addition. This also has the effect of helping to reduce the sintering temperature needed to sinter the pre-alloyed powder. From the binary Cu-Sn phase diagram one can see that for Sn levels exceeding 13. 5 % but lower than 25.5 %, a peritectic reaction takes place at 798 °C.
Below that temperature, a dual phase structure will exist, consisting of the a and P phase. Upon further cooling, the ß phase will transform into the brittle S phase and thus strongly decrease the alloy's ductility. Decreasing the Sn-level reduces the risk of introducing the brittle 8 phase, but it also makes the alloy move up the solidus line. The solidus line is relatively steep. Therefore, to have the full sintering temperature reducing effect of Sn whilst avoiding the negative consequences of brittle 8 phase formation, one should make sure to be as close as possible to, but not beyond, the peritectic composition of the binary alloy.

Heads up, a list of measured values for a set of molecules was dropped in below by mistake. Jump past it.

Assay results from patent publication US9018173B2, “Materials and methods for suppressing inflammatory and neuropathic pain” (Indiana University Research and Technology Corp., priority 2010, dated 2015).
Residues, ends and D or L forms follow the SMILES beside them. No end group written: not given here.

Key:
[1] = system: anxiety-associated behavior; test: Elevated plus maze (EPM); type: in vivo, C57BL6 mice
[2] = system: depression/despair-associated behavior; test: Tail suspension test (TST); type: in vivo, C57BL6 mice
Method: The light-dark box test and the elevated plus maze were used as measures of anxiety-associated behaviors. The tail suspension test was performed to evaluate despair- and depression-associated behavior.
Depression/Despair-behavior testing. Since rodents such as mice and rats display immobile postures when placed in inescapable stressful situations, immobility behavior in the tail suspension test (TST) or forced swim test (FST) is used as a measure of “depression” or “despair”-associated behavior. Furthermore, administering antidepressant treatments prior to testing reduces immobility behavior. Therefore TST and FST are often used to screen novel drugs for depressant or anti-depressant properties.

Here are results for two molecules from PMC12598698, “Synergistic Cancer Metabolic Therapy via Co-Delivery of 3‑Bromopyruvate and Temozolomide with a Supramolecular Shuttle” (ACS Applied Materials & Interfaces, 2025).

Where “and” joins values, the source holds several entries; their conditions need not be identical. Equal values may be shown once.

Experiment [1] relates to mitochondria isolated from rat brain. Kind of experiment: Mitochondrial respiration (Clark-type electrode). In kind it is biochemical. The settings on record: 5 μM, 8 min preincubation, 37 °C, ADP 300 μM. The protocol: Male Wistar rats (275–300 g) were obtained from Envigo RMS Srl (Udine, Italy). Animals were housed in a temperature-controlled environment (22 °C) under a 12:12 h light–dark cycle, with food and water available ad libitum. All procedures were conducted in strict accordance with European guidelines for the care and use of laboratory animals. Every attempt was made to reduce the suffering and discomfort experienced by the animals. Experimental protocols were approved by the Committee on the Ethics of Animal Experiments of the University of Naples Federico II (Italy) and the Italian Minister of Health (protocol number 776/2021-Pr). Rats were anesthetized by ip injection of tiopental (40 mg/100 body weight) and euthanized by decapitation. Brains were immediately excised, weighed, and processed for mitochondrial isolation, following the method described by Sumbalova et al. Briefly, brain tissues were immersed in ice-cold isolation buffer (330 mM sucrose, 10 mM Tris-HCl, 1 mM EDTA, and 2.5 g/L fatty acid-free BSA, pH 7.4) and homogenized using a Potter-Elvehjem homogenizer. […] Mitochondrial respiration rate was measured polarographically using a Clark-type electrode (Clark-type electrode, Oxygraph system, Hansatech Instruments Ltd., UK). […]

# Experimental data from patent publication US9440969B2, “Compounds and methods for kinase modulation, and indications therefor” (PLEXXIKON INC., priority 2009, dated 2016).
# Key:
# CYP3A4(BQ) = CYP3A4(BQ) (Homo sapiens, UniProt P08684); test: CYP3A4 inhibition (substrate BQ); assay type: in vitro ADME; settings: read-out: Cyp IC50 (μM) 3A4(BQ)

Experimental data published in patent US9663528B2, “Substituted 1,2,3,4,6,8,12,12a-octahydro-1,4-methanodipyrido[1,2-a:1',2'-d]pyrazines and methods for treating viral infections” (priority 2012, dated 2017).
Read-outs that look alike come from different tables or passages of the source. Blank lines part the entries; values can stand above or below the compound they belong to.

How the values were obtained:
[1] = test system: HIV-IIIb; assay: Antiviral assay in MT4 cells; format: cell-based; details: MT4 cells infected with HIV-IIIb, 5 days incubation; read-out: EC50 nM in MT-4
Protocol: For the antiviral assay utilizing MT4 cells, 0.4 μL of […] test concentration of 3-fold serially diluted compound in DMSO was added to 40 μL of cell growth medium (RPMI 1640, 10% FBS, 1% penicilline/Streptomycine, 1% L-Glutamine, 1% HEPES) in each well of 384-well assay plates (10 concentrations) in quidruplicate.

When the pre-alloyed metal powder also contains Fe, such as in the case of this invention, the binary phase diagrams Cu-Fe and Fe-Sn have to be consulted. Alloy phase diagrams of Cu-Sn, Fe-Sn and Cu-Fe are available from a multitude of sources. One such source is the ASM Handbook, Vol. 3, Alloy phase diagrams published by ASM International, Materials Park, Ohio, USA, 1992, p. 2.168 for Cu-Fe, p. 2.178 for Cu-Sn, p. 2.203 for Fe-Sn. From the Fe-Sn diagram, it follows that the equilibrium solubility of Sn in Fe at 700 °C is about 10 %. From the Cu-Fe diagram, it can be derived that the equilibrium solubility of Cu in the Fe-phase at 700 °C is much lower: less than 0.3 %. In a ternary system, these solubility limits will be somewhat, but not significantly, different.